Kevin Dineen RW 1999-2000
The current head coach of the Florida Panthers started his NHL journey when he was drafted by the Hartford Whalers 56th overall in 1982. Dineen spent two seasons at the University of Denver before joining the Canadian National Team for the 1983-1984 season, participating in the 1984 Winter Olympics in Sarajevo. After 8 seasons with the Whalers, he joined the Flyers for 5 years. After another spell in Hartford/Carolina, Dineen joined the Senators as a free agent, September 1, 1999, adopting #9 because his customary #11 was already in use.
Martin Havlat RW 2000-2001, 2001-2002, 2002-2003, 2003-2004, 2005-2006
Drafted 26th overall by the Senators in the 1999 NHL Entry Draft, Havlat joined the Sens in 2000-2001 for his rookie season and was a finalist for the Calder. During Havlat's 5 seasons in Ottawa, he had two 20+-goal seasons, one 30+-goal season, several high-sticking and kicking incidents, some verbal disputes with then Flyers coach Ken Hitchcock, and the first of several serious injuries. Havlat's most successful playoff performance with the Sens was during the 2006 playoffs, when he had 7 goals and 13 points in 10 games as Ottawa was eliminated in the second round. Havlat and teammate Bryan Smolinski were traded to the Chicago Blackhawks in the summer of 2006 while the Senators acquired Tom Preissing, Josh Hennessy, Michal Barinka, and a 2nd-round draft pick, in a 3-way deal involving the San Jose Sharks. Good times.
Brendan Bell D 2008-2009
Bell was drafted by the Toronto Maple Leafs 65th overall in the 2001 NHL Entry Draft. Bell signed with the Sens as a free agent in 2008 and played a career-high 53 games for the Sens. Like so many others on this lists, Ottawa was Bell's last stop in the NHL and he has since spent time in the AHL and KHL. Bell is currently teammates with another former Sens defenseman, Wade Redden, as they ply their trade for the Connecticut Whale in the AHL.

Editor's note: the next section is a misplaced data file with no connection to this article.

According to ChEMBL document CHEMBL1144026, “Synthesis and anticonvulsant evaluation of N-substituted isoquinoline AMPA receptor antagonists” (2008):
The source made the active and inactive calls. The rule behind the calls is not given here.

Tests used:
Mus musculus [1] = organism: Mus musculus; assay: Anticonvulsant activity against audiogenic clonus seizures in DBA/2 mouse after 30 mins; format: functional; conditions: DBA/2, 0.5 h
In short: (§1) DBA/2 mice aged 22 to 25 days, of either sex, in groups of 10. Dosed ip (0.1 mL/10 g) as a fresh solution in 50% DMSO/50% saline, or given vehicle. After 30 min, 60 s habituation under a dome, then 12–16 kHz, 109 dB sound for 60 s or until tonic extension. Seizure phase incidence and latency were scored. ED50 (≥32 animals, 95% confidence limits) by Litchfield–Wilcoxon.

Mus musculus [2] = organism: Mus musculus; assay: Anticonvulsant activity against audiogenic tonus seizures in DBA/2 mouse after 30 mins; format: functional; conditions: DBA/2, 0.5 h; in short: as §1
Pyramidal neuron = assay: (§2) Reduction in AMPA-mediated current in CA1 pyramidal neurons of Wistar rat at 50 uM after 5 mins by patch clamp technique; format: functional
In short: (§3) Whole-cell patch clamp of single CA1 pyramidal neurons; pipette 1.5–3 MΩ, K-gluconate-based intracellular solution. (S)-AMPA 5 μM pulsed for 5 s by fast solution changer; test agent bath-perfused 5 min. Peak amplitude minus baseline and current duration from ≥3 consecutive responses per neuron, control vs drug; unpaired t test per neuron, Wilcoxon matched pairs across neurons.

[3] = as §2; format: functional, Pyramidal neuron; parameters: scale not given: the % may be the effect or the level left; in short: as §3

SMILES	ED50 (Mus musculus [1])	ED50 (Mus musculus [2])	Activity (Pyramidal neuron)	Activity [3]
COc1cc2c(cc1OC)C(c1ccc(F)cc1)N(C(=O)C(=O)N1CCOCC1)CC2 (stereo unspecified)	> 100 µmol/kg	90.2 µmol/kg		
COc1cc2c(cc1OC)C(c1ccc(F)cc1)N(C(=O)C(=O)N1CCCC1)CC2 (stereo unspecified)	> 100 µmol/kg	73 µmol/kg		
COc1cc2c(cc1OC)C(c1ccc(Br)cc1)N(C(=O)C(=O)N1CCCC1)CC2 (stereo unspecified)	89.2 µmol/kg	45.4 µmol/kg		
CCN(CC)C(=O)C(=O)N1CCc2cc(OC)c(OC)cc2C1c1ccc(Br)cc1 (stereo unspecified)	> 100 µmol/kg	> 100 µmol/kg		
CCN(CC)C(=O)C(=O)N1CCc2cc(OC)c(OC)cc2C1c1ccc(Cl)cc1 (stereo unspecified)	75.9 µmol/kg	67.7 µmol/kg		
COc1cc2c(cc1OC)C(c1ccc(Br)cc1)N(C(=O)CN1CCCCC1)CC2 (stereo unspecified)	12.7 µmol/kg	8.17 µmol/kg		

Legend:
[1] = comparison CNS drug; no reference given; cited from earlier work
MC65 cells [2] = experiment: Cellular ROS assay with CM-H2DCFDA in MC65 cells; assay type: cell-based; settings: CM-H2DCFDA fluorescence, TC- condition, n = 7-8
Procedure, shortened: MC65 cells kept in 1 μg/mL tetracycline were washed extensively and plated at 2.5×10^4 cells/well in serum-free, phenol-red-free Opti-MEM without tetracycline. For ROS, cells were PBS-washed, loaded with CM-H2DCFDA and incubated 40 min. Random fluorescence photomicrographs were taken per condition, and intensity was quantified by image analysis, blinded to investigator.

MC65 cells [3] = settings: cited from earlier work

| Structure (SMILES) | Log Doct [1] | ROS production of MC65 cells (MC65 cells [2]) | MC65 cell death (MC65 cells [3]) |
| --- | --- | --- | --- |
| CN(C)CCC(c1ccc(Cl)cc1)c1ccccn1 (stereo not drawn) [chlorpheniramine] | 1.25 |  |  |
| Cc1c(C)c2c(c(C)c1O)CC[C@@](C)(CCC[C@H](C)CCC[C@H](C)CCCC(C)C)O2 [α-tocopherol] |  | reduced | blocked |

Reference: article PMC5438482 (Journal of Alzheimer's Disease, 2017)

Milan Michalek LW 2009-2010, 2010-2011, 2011-2012
Drafted 6th overall by the San Jose Sharks in the 2003 NHL Entry Draft, Michalek was the marquee piece for Ottawa in the Dany Heatley deal. While 2009-10 and 2010-11 saw Michalek produce career-worst totals in points, his goal totals were similar to his time with the Sharks. However, 2011-2012 was a breakout season for Michalek, as the winger scored 30+ goals for the first time in his career.
Best #9: Martin Havlat
It's close, but it's still Havlat. With a few more seasons like 2011-12, Michalek jumps out in front, but as it stands, Havlat was a much more consistent performer over the course of his 5 years in Ottawa than Michalek has been in his 3 seasons. The different roles both men have played with the Senators must be considered as well. While Michalek has played on less talented Sens teams, he has played top minutes for those teams and until his 35-goal outburst last season, has not provided top line production.
Worst #9: Andy Schneider
There were a couple options for this dubious honour, but ultimately it falls to Schneider. Why? A player who makes no mark in the NHL other than penalty minutes just can't cut it.
Who's Ottawa's Best #9?